Visually, The Show looks as sharp as ever. All the big names looks like their flesh and blood counterparts and created players have plenty of options and detail available. Animations are smooth and crisp with plenty of variety in nearly all instances. It’s certainly nitpicking when a game is as polished as The Show , but when batting, pitching, and sliding animations have dozens of variations it makes the few instances which only offer one or two stick out.
It looked a little odd when the bases were loaded and on a fly foul all base runners stopped their run at the same point when the hit was called foul, kicking up their legs in lackadaisical union before trotting back to their original bases. It certainly is a trite complaint, but is a minor suggestion for next year’s outing to keep each player looking like an individual instead of an AI-controlled algorithm while rounding the bases.
Music is always up to much debate and personal preference, but there is a solid mix of songs this year. In particular, We Are Scientists’ track “Rules Don’t Stop” sticks out as the song I’ve found myself humming away from the The Show . It’s a catchy tune amongst a dozen or so other tracks. That being said, the biggest low point in The Show is its announcing. While play-by-play man Matt Vasgersian is a solid announcer, Dave Campbell and Rex Hudler offer little in their color commentary and analysis. They’re observations come across as annoying and snide; enough to make it worthwhile to turn all announcing features off. This may be the only area that 2K’s series is hands down better than Sony’s. Perhaps next year Sony can copy 2K for once, instead of vice-versa, and up the quality of their announcing. It would be a change that seemingly everyone would welcome.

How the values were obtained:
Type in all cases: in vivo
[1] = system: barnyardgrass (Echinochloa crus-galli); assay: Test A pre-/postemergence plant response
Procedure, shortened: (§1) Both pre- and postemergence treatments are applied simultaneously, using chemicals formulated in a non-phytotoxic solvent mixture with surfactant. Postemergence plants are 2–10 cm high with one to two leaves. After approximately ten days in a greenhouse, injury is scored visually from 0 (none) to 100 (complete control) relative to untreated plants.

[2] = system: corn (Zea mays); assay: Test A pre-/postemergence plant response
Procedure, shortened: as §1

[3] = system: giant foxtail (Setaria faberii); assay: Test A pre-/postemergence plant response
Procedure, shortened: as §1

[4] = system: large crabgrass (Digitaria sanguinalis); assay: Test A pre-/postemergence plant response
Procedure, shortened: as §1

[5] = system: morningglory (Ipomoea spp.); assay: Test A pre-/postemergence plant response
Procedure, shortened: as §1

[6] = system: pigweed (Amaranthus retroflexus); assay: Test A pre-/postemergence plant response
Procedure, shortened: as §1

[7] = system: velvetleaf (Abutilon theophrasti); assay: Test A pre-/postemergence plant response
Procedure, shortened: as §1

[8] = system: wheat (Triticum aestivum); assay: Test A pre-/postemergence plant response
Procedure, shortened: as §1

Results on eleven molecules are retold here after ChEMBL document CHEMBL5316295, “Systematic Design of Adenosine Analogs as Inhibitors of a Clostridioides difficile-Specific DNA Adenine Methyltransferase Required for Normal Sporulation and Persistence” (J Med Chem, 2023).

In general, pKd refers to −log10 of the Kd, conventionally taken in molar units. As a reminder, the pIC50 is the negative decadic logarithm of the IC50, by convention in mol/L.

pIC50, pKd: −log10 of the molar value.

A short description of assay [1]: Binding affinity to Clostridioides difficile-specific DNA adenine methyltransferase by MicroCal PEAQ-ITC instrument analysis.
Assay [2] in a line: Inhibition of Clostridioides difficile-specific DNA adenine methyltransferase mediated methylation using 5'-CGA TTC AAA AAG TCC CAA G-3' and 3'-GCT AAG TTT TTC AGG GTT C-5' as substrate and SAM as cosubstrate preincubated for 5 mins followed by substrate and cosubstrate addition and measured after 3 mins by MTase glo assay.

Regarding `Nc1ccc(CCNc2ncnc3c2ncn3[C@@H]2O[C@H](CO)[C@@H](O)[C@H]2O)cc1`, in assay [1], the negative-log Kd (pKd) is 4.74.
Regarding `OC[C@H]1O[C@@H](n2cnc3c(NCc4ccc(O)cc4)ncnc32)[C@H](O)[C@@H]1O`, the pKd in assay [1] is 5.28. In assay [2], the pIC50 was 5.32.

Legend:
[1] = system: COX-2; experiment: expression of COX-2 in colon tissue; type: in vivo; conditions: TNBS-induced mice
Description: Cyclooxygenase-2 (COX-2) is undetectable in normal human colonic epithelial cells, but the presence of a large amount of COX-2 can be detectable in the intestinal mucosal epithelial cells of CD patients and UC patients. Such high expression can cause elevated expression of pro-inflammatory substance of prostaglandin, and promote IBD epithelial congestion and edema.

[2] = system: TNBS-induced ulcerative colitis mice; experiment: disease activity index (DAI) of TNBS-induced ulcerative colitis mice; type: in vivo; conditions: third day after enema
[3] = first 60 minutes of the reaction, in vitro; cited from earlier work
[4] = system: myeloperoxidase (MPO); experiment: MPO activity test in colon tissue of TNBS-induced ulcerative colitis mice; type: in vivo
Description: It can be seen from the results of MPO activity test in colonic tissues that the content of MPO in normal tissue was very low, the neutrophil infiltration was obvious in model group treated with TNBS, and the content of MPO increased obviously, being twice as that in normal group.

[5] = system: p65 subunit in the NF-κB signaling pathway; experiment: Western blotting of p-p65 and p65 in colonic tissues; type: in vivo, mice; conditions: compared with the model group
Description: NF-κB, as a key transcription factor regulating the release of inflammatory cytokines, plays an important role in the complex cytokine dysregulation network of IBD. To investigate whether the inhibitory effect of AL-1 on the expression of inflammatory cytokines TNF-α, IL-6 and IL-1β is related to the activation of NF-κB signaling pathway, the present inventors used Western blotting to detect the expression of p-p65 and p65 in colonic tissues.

Once again MLB 10: The Show demonstrates what a AAA sports title can do. There are a myriad of game modes, from Home Run Derby to Manager Mode, the ever present Franchise Mode, and the crown jewel of them all, Road to the Show… each offering a plethora of customization options. It’s wonderful to be able to tweak the experience to exactly your preferred style of play and the number of ways that can be done is simply staggering. As per the last few years, The Show is not merely the best baseball game this year, but is the best baseball game ever released. Despite improved competition The Show still stands head and shoulders above all challengers. From the hardcore to casual baseball fan, MLB 10: The Show is a must.
RATING OUT OF 5 RATING DESCRIPTION 4.5 Graphics
Beautiful from the stadiums to the players down to the little animations that hold it altogether. 4.5 Control
Batting can be a challenge, but controls are crisp, responsive, and make sense. 4.0 Music / Sound FX / Voice Acting
While the music is good, the announcing is due for an upgrade. 4.8 Play Value
Nothing captures the flavor of Major League Baseball better or in so many ways. Addictive as can be, even for the casual fan. 4.6 Overall Rating – Must Buy
Not an average. See Rating legend above for a final score breakdown.